The Doctors: Vocal Cord Nodules & Loss Of Smell & Taste With Age

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The Doctors: Vocal Cord Nodules

The Doctors: Vocal Cord Nodules & Loss Of Smell & Taste With Age

The Doctors answered questions on aging from vocal cords to loss of taste and smell.

The Doctors spoke with Sally, a baby boomer known for her chatty demeanor. Sally and the rest of her friends joined The Doctors via Polycom for a discussion on vocal cord nodules, plastic surgery and other medical procedures.

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Sally explained that she has suffered from thyroid nodules and nodules on her vocal cords in the past. She was a teacher for 30 years, which is why she developed a habit for speaking loudly. Now, her voice becomes raspy when she sings or talks on the phone, so she wondered if The Doctors could help her solve this medical issue.

Dr. Travis Stork said that vocal cord nodules are common in women ages 20-50 and can be exacerbated by alcohol, smoking or simply straining the voice. Dr. Andrew Ordon suggested that Sally visit her ear, nose and throat doctor for an examination, because she could have laryngitis. Sally should also work on resting her voice (at least occasionally).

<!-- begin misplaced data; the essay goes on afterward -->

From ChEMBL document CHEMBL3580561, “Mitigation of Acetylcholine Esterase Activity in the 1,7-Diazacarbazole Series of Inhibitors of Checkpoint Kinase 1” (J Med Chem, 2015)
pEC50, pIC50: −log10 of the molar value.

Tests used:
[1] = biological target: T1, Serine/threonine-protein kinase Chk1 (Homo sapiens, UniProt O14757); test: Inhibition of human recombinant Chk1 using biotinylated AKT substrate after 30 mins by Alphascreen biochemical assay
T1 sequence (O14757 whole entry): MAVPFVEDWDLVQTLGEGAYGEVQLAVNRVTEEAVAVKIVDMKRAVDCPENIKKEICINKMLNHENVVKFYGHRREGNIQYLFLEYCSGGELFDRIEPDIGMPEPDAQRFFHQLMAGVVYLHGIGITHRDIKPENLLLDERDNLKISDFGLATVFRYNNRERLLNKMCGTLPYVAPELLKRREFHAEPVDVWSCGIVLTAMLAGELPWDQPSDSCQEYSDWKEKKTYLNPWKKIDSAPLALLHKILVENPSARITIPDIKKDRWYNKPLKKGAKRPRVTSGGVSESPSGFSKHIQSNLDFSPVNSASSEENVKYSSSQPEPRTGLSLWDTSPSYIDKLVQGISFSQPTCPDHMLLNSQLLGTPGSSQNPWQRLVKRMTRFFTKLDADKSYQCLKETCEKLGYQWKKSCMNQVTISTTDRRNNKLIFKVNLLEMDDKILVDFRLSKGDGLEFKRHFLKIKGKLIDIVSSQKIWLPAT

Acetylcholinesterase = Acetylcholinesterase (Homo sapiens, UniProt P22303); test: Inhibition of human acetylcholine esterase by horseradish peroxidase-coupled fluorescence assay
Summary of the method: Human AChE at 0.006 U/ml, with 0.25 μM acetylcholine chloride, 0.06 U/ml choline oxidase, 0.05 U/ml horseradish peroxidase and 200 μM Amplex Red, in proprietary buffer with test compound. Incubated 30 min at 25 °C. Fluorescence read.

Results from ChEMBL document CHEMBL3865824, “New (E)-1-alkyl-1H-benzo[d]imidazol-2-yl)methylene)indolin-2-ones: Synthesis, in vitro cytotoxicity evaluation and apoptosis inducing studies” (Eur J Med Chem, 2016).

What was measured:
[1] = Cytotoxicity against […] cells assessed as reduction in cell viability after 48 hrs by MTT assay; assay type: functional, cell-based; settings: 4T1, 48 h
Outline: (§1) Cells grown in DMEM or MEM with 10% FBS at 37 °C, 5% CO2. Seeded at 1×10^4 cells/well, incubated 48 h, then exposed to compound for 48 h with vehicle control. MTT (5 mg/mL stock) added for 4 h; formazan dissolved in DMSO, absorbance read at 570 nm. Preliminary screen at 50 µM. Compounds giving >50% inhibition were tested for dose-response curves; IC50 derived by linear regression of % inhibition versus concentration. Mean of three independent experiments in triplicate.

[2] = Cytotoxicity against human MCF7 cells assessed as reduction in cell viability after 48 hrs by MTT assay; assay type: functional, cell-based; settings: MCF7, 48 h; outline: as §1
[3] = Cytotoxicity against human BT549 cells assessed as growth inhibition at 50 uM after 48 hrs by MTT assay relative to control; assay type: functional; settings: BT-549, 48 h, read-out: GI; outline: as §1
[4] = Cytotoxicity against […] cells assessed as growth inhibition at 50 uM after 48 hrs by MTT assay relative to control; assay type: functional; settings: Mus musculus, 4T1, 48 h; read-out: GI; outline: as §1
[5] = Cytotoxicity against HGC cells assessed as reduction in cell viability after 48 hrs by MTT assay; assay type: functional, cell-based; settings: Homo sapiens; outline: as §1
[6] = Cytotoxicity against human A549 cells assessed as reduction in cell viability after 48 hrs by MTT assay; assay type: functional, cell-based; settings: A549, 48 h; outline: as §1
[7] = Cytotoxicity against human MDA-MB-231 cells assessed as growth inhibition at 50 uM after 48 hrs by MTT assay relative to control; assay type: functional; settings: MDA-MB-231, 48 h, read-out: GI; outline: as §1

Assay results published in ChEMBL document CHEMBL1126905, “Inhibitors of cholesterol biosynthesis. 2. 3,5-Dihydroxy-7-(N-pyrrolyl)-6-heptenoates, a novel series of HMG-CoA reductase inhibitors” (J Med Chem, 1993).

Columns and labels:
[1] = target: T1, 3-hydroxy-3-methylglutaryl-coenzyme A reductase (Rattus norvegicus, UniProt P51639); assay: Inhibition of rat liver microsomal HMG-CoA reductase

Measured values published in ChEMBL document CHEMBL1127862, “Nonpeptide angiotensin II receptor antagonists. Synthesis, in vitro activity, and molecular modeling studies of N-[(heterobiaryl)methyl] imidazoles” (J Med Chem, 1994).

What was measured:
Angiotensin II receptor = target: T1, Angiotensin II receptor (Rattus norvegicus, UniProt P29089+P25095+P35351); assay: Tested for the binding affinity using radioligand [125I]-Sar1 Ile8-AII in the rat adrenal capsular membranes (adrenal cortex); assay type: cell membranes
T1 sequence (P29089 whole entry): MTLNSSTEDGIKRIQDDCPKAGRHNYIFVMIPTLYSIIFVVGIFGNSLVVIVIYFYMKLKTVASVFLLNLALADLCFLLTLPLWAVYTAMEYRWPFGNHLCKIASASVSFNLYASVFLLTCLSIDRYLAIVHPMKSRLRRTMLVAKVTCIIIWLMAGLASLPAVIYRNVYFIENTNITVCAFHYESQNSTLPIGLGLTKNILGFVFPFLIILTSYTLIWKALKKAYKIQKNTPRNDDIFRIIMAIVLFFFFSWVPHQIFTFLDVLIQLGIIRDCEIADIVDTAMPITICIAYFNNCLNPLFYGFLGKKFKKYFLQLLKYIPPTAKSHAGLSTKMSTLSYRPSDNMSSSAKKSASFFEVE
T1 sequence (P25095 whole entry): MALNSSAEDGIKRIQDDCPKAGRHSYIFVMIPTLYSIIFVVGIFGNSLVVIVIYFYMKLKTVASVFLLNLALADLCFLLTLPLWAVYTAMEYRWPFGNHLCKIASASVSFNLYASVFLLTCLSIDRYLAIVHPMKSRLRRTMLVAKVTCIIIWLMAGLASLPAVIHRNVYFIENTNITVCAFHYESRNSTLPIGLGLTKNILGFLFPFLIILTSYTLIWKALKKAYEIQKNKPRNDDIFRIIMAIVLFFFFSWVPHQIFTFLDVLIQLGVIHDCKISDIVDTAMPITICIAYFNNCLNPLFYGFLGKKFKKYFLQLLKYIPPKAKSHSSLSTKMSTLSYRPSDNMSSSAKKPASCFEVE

The Doctors: Plastic Surgery Concerns

Many of the women shared concerns over common signs of aging, including wrinkles, fine lines, flabby arms and the dreaded “turkey neck.” Dr. Ordon attempted to address these issues, some of which can be fixed through plastic surgery.

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For fine lines around the mouth, Dr. Ordon suggested injections or a laser procedure. However, flabby arms should be toned on their own, without surgery. If there’s still too much excess skin, even after working out, that’s when you should consider a procedure.

As Dr. Travis pointed out, each of the ladies is “spectacular.” They definitely don’t need any plastic surgery, unless they want it.

Loss Of Smell and Taste With Age

We all know that aging can lead to hearing and vision loss, but what about our other senses? Jan has a sister who is years younger than her and already has trouble smelling and tasting. She wondered if she could be at risk for a similar problem.

Dr. Travis said that taste buds do regenerate and recirculate, but they can become damaged over time. Aging, as well as other issues like poor hygiene, diabetes and stroke can also affect taste. Smell, on the other hand, is related to the nasal cavity. General good hygiene in both areas can help keep the senses sharp. Be sure to gently brush your tongue as well as your teeth, and use a neti pot, steam or a humidifier for the nasal passages.

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